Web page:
For the moment, media groups in India are still free enough to push back against efforts by the Chinese embassy to shape their reporting on Taiwan, especially as relations between New Delhi and Beijing are currently poor. However, further efforts to structurally weaken independent media could prevent reporting of Chinese government influence efforts.
In Nigeria, meanwhile, journalists filed freedom of information requests to expose the Nigerian government’s acceptance of billions of dollars in opaque loans from a Chinese state-owned bank. Such important reporting could be at risk if the Nigerian government goes ahead with plans to build a CCP-style “Great Firewall” or introduces Chinese-style prison sentences for critical social media posts.
Other democracies have also walked away from their human rights values in recent years.
In Britain, the government has proposed weakening protections for public-interest reporting under the Official Secrets Act, scrapping and replacing the Human Rights Act, and degrading online encryption tools.
In the United States, two Supreme Court judges have signalled an interest in overturning the strong defamation protection precedent that has held since 1964. The executive and legislative branches in the country have at times undertaken efforts that would weaken encryption technology. And journalists have faced violence and arrests while reporting on protests in 2020 following years of demonisation by political leaders as the “enemy of the people”.
Beijing will no doubt exploit anti-democratic actions in democracies to justify its own human rights abuses. Freedom House has tracked 16 years of democratic decline and how authoritarian regimes like the CCP have expanded their influence in this vacuum globally.
This influence has played out in a range of ways to shape news coverage in a manner favourable to the CCP, with local media or governments censoring or restricting coverage on behalf of Beijing.
ESPN reportedly issued a memo to reporters prohibiting coverage of politics in China or Hong Kong when discussing the fallout of a tweet from the general manager of the Houston Rockets supporting Hong Kong protesters in 2019. Governments in Mozambique and Malaysia have restricted local news coverage critical of Chinese authorities. British GQ magazine deleted an online article that named Chinese leader Xi Jinping as the third worst-dressed man of 2019 after its parent company reportedly found out and said it would cause “offence”.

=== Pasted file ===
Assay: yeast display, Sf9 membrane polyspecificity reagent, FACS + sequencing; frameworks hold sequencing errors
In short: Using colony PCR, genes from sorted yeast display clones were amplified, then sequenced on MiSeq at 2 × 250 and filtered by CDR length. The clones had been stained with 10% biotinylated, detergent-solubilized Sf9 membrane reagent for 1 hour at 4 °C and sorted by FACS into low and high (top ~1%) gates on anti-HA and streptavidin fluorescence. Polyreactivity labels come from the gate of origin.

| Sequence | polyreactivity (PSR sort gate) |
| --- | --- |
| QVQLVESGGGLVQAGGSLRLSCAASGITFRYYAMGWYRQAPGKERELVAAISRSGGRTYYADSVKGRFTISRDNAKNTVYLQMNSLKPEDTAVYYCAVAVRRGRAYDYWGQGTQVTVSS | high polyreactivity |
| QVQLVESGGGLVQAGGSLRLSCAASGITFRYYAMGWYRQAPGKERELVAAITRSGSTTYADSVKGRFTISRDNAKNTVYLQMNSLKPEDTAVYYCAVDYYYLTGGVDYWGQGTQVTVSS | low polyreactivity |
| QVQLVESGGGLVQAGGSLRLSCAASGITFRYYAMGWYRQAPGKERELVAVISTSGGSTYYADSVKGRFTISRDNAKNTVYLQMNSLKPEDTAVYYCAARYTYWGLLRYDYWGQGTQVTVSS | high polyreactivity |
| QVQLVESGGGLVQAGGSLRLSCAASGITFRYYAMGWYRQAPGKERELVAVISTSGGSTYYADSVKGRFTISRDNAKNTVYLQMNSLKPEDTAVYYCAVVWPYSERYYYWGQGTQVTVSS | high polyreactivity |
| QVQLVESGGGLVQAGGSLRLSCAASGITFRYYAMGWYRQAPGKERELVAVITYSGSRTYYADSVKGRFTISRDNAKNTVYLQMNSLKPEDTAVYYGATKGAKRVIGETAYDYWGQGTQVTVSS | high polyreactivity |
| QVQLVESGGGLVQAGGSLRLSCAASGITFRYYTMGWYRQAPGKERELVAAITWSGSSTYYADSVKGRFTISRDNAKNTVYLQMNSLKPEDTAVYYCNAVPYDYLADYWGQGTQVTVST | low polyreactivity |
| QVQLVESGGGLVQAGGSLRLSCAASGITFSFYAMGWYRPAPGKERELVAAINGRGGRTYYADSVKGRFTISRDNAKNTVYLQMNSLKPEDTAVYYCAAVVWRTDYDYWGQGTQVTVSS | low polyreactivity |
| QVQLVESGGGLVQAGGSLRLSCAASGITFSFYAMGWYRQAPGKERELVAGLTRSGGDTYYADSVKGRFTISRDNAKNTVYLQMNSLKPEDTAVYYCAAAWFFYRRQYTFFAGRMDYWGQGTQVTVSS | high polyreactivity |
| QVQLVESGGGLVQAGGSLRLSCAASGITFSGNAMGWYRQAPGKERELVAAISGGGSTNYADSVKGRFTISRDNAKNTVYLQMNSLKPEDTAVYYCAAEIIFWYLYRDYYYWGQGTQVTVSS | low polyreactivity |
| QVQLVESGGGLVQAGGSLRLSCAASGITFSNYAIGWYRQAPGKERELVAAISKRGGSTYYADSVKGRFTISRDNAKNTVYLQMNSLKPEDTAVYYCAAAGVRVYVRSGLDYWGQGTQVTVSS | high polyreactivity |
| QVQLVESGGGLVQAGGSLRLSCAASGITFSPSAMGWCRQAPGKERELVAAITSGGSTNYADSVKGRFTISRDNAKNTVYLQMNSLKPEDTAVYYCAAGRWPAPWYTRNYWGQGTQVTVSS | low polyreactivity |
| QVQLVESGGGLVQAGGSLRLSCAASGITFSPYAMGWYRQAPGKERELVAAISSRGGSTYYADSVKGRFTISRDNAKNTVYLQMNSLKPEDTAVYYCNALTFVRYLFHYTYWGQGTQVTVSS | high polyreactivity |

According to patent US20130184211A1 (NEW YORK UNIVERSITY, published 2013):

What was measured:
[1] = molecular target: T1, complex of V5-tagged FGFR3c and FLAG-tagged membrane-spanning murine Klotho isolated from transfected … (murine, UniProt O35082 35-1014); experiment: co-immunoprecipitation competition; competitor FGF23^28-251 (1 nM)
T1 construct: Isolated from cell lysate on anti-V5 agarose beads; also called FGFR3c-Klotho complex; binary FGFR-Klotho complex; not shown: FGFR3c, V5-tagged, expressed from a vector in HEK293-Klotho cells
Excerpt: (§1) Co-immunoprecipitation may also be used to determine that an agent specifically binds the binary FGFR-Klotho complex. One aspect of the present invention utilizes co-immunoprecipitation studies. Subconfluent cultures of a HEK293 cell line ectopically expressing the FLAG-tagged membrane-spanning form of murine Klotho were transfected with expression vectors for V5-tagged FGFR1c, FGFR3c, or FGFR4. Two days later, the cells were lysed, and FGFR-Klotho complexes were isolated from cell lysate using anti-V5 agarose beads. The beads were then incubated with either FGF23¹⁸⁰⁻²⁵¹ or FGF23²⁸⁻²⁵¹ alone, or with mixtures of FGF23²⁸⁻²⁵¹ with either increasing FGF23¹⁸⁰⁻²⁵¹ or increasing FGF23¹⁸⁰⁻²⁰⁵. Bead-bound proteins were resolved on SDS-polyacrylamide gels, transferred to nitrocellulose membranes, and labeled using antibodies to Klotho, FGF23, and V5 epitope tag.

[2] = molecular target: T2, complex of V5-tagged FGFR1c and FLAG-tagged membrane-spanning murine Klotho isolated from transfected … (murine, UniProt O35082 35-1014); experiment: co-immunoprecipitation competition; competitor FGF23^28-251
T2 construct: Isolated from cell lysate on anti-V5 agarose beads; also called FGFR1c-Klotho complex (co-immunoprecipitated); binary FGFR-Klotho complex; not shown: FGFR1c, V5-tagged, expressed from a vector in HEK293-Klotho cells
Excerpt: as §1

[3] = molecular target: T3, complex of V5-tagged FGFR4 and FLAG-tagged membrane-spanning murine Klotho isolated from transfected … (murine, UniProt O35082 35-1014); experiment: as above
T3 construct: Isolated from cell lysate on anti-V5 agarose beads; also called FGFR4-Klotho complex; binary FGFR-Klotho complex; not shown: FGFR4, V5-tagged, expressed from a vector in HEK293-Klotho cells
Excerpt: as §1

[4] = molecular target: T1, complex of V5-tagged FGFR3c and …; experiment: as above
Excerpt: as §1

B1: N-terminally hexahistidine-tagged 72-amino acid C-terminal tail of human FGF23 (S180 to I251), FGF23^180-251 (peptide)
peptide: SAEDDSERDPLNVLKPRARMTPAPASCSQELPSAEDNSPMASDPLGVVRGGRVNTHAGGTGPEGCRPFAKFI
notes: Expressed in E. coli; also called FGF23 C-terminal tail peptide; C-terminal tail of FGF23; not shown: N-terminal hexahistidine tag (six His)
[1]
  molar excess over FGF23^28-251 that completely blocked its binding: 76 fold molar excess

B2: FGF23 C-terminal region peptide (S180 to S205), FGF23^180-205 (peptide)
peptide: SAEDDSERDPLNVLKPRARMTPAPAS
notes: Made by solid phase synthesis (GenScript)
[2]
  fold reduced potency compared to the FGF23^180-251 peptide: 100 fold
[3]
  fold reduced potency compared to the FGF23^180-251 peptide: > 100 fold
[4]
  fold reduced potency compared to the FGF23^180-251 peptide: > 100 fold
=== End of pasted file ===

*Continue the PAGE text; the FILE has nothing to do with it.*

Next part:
Policymakers in democracies should make corrections before it is too late. They must strengthen democratic norms at home to protect human rights and build resilience to authoritarian activities.
They should end attacks on the media, civil society and individuals exercising the right to free expression.
Lawmakers should drop legislation that criminalises “fake news” and adopt stronger protections against defamation lawsuits. They should ensure regulations on foreign funding or investment are transparent and impartially enforced while preventing political persecution of independent media and civil society groups with foreign ties.
Any measures to restrict or counter harmful CCP influence must be proportionate, lawful and otherwise consistent with international human rights standards.
While Rappler, Le Témoin, and Malaysiakini have so far weathered attacks by their governments, they operate in an increasingly threatened space.
The CCP is actively adapting and applying skills it learned at home to suppress dissenting voices abroad.
Democratic societies have the means to resist this effort, but if they are to succeed, they must stop damaging the very tools and assets that are their biggest shields against China’s plans.
The views expressed in this article are the author’s own and do not necessarily reflect Al Jazeera’s editorial stance.